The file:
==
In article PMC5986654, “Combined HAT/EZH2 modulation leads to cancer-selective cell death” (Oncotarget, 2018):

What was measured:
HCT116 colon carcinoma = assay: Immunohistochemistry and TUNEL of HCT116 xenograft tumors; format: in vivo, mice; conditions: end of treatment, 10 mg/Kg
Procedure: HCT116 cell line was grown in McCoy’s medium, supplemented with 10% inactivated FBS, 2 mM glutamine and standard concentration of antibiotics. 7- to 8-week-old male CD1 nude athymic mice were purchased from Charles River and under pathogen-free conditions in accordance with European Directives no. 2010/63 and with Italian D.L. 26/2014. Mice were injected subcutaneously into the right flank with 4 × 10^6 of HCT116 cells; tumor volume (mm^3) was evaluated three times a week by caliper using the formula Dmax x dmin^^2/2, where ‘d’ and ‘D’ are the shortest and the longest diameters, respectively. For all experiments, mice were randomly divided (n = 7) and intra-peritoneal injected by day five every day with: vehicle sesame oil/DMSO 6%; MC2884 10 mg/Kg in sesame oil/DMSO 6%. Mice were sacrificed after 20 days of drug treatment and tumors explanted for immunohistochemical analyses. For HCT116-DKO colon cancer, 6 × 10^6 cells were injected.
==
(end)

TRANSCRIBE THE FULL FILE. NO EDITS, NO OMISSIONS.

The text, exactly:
In article PMC5986654, “Combined HAT/EZH2 modulation leads to cancer-selective cell death” (Oncotarget, 2018):

What was measured:
HCT116 colon carcinoma = assay: Immunohistochemistry and TUNEL of HCT116 xenograft tumors; format: in vivo, mice; conditions: end of treatment, 10 mg/Kg
Procedure: HCT116 cell line was grown in McCoy’s medium, supplemented with 10% inactivated FBS, 2 mM glutamine and standard concentration of antibiotics. 7- to 8-week-old male CD1 nude athymic mice were purchased from Charles River and under pathogen-free conditions in accordance with European Directives no. 2010/63 and with Italian D.L. 26/2014. Mice were injected subcutaneously into the right flank with 4 × 10^6 of HCT116 cells; tumor volume (mm^3) was evaluated three times a week by caliper using the formula Dmax x dmin^^2/2, where ‘d’ and ‘D’ are the shortest and the longest diameters, respectively. For all experiments, mice were randomly divided (n = 7) and intra-peritoneal injected by day five every day with: vehicle sesame oil/DMSO 6%; MC2884 10 mg/Kg in sesame oil/DMSO 6%. Mice were sacrificed after 20 days of drug treatment and tumors explanted for immunohistochemical analyses. For HCT116-DKO colon cancer, 6 × 10^6 cells were injected.